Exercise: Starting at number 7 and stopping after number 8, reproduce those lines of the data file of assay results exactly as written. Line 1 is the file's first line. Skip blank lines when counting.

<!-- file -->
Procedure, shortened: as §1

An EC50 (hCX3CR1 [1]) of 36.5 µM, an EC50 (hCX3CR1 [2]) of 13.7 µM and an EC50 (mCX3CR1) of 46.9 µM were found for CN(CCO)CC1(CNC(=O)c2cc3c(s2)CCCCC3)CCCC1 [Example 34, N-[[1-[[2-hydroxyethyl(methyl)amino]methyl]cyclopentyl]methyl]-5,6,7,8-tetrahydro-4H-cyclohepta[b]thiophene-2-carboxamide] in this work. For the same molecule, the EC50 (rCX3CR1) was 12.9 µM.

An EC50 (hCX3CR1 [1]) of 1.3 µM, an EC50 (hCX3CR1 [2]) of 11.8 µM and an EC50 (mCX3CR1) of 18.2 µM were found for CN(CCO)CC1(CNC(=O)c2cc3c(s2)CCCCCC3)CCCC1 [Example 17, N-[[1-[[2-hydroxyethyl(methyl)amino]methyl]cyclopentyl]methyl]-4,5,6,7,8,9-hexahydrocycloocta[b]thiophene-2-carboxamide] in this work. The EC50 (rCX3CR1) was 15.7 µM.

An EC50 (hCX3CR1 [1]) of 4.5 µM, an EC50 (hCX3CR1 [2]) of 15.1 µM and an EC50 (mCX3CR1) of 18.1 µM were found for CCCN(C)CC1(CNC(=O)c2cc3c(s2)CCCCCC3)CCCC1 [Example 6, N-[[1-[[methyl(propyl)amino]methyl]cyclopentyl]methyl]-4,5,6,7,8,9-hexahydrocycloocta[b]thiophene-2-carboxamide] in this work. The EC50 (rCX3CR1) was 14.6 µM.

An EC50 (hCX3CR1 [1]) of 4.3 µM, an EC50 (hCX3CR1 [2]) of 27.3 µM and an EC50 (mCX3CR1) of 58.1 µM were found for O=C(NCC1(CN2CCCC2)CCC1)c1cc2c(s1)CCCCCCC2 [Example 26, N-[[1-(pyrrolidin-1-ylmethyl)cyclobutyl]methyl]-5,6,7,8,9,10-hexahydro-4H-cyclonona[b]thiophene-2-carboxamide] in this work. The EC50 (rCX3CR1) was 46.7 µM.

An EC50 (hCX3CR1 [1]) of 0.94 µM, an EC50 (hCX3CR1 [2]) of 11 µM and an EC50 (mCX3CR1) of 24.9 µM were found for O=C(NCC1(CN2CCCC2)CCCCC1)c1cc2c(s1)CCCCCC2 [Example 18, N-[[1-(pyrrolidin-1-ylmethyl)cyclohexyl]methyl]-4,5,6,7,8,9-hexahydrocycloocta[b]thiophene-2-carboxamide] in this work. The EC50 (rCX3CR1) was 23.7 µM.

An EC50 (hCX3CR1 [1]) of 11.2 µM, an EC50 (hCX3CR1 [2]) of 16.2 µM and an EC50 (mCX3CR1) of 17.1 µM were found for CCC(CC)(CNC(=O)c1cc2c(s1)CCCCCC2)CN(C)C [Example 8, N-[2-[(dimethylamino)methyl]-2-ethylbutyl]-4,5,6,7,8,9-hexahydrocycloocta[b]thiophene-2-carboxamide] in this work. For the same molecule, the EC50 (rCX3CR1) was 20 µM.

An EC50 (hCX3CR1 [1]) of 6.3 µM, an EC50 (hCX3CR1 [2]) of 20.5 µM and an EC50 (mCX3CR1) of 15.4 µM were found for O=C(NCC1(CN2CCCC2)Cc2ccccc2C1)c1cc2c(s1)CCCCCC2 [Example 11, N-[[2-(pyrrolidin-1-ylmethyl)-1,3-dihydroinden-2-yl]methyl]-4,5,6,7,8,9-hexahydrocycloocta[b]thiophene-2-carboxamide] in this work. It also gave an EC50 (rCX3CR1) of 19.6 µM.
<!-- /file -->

An EC50 (hCX3CR1 [1]) of 11.2 µM, an EC50 (hCX3CR1 [2]) of 16.2 µM and an EC50 (mCX3CR1) of 17.1 µM were found for CCC(CC)(CNC(=O)c1cc2c(s1)CCCCCC2)CN(C)C [Example 8, N-[2-[(dimethylamino)methyl]-2-ethylbutyl]-4,5,6,7,8,9-hexahydrocycloocta[b]thiophene-2-carboxamide] in this work. For the same molecule, the EC50 (rCX3CR1) was 20 µM.

An EC50 (hCX3CR1 [1]) of 6.3 µM, an EC50 (hCX3CR1 [2]) of 20.5 µM and an EC50 (mCX3CR1) of 15.4 µM were found for O=C(NCC1(CN2CCCC2)Cc2ccccc2C1)c1cc2c(s1)CCCCCC2 [Example 11, N-[[2-(pyrrolidin-1-ylmethyl)-1,3-dihydroinden-2-yl]methyl]-4,5,6,7,8,9-hexahydrocycloocta[b]thiophene-2-carboxamide] in this work. It also gave an EC50 (rCX3CR1) of 19.6 µM.